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On the MN prairie.
I'd suggest letting the carcass sit in the fridge for 24-72 hours after butchering before cooking or freezing....the meat will be less tough if rigor is allow to pass.

I cook low and slow until meat is done, strip the meat and put all the bones back with veggies and seasoning for a great broth.
Recombine with noodles and fresh veggies and YUMMMM!

bobbi-j...do you rest your carcasses before canning?


Wondering also if pressure cooking would work as well on older birds as crock potting? 


I let them rest before freezing but not canning. The canning process tenderizes them quite nicely. That being said, I would think pressure cooking would do the same.
 
Last edited:

aart

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Quote: Thanks....I have a few old hens to process sometime this summer, I'm going to experiment with resting times and slow vs. pressure cooking.
I like pressure cooking, uses less energy and it's faster....I like the smell of chicken soup cooking, but don't want to smell it all frickin' day long.
 

donrae

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I have a little experience pressure cooking older birds.

Last year we culled four roosters, from 1 year to 4 years. Not spring chickens, for sure. Honey did the butchering and skinning and I brought the carcass inside. Did any finish work...pin feathers, lungs, etc. Then I stuffed the whole thing in the pressure canner. Water, veggies, seasonings, etc. Cooked about 40 min, during which time I was doing finish work on the next carcass. Rapid cooled the canner and pulled the meat out with tongs. The broth was still VERY hot and I just plopped the next carcass in and brought it back up to pressure. Did that with all 4 birds, using the same hot broth. Saved a lot of time and energy. Plus, I wound up with the richest, most flavorful broth I've ever had. Very concentrated. I froze it in ice cube trays and just a few were enough for whatever I was cooking. The meat was reasonably tender and deboned nicely. Still not the texture of a CX, but that was fine. Each carcass yielded about a quart of meat. I didn't can the meat, but wished later I did. So much more convenient than frozen!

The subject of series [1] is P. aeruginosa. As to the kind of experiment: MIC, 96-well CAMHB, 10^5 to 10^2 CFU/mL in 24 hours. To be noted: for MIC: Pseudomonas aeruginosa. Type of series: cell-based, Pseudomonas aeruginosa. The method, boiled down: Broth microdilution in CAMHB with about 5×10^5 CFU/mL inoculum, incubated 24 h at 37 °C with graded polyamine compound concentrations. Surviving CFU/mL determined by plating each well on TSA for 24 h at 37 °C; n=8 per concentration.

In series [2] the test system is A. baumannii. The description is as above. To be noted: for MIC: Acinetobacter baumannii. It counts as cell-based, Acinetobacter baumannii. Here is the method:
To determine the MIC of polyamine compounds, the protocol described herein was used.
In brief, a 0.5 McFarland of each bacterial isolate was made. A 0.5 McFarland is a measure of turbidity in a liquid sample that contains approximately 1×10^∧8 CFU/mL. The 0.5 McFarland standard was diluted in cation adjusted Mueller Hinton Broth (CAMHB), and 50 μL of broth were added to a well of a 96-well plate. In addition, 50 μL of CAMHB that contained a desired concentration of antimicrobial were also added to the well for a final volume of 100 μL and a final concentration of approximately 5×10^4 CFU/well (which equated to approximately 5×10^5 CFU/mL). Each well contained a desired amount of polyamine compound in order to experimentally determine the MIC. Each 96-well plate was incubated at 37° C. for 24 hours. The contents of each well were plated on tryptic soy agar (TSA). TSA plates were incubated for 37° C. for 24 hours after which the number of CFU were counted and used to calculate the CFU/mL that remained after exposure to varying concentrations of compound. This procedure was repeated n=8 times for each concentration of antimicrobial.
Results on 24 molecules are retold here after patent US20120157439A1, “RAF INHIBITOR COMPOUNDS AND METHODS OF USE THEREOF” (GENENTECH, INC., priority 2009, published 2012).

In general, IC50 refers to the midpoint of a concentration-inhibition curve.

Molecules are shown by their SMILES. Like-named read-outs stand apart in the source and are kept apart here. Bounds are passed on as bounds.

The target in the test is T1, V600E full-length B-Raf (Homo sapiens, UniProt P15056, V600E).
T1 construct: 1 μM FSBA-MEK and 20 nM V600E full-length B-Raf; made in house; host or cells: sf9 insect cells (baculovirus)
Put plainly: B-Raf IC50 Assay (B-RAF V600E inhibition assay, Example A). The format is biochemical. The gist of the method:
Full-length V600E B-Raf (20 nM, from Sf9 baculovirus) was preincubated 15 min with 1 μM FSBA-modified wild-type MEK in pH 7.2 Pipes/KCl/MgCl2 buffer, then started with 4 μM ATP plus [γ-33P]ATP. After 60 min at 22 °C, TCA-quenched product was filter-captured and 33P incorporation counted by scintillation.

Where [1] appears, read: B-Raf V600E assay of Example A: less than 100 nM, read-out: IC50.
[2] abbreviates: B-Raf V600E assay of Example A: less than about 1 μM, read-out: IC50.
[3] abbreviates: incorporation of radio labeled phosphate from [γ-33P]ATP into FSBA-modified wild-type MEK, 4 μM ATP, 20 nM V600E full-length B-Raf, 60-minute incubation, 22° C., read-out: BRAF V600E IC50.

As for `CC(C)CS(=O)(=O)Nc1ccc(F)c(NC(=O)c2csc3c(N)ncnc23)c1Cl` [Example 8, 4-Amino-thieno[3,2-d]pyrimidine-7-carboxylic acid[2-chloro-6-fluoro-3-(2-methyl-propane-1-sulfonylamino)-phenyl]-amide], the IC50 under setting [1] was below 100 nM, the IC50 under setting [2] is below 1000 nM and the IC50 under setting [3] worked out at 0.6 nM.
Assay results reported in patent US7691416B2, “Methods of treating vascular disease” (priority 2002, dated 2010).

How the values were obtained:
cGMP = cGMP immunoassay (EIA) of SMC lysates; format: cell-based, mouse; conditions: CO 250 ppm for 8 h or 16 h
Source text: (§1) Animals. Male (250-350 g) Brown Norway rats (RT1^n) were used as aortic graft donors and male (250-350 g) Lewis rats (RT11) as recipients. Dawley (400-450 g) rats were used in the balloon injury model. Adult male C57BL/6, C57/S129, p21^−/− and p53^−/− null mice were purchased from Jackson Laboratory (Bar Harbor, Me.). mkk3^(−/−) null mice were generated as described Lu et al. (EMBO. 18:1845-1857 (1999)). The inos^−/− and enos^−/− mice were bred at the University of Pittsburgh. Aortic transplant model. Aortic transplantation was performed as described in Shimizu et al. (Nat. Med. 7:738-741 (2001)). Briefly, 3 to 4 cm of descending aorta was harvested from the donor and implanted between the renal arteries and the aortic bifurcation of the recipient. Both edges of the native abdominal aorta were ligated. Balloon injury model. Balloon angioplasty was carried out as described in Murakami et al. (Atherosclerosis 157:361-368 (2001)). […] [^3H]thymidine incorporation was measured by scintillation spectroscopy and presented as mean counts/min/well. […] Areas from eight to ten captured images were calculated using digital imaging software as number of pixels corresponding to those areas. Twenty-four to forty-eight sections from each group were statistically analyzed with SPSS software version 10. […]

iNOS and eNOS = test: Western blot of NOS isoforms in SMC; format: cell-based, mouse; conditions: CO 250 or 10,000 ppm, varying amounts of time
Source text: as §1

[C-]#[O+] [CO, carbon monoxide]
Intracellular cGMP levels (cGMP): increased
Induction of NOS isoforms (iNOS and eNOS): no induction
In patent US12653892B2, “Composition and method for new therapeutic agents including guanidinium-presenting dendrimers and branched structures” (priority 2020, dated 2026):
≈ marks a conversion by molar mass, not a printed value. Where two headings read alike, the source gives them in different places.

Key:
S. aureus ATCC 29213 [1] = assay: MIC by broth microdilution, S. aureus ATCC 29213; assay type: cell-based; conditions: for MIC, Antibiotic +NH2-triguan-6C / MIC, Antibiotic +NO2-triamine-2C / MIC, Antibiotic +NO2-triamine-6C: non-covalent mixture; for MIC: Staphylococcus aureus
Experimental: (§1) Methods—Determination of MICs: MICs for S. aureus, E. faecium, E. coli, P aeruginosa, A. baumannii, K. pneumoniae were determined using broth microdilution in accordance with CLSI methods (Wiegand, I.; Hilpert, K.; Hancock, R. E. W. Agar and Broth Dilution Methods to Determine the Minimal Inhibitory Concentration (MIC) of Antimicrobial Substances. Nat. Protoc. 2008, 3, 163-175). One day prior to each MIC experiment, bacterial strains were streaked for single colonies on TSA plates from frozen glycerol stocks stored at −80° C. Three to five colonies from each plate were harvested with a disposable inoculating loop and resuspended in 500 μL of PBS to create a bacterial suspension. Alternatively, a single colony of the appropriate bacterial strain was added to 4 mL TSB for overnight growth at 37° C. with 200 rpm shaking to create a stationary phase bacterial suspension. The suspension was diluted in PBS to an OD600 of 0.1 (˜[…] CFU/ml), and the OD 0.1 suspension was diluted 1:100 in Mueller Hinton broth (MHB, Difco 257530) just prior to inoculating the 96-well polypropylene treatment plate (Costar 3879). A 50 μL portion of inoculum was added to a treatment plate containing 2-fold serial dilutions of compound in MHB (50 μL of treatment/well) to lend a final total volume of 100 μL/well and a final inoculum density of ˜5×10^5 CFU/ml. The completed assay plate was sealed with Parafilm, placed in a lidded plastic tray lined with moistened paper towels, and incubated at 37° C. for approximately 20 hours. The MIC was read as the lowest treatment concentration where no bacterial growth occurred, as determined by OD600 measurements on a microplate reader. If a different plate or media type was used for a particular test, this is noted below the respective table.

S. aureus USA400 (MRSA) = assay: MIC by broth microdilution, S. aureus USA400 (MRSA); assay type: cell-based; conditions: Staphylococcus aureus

aart

Chicken Juggler!
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Nov 27, 2012
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I have a little experience pressure cooking older birds.

Last year we culled four roosters, from 1 year to 4 years. Not spring chickens, for sure. Honey did the butchering and skinning and I brought the carcass inside. Did any finish work...pin feathers, lungs, etc. Then I stuffed the whole thing in the pressure canner. Water, veggies, seasonings, etc. Cooked about 40 min, during which time I was doing finish work on the next carcass. Rapid cooled the canner and pulled the meat out with tongs. The broth was still VERY hot and I just plopped the next carcass in and brought it back up to pressure. Did that with all 4 birds, using the same hot broth. Saved a lot of time and energy. Plus, I wound up with the richest, most flavorful broth I've ever had. Very concentrated. I froze it in ice cube trays and just a few were enough for whatever I was cooking. The meat was reasonably tender and deboned nicely. Still not the texture of a CX, but that was fine. Each carcass yielded about a quart of meat. I didn't can the meat, but wished later I did. So much more convenient than frozen!
So you probably got the carcass into the pressure cooker before rigor set in?
By then time I'm done scalding(I like the skin!) and plucking that thing is locked up tight.
 

MANNA-PRO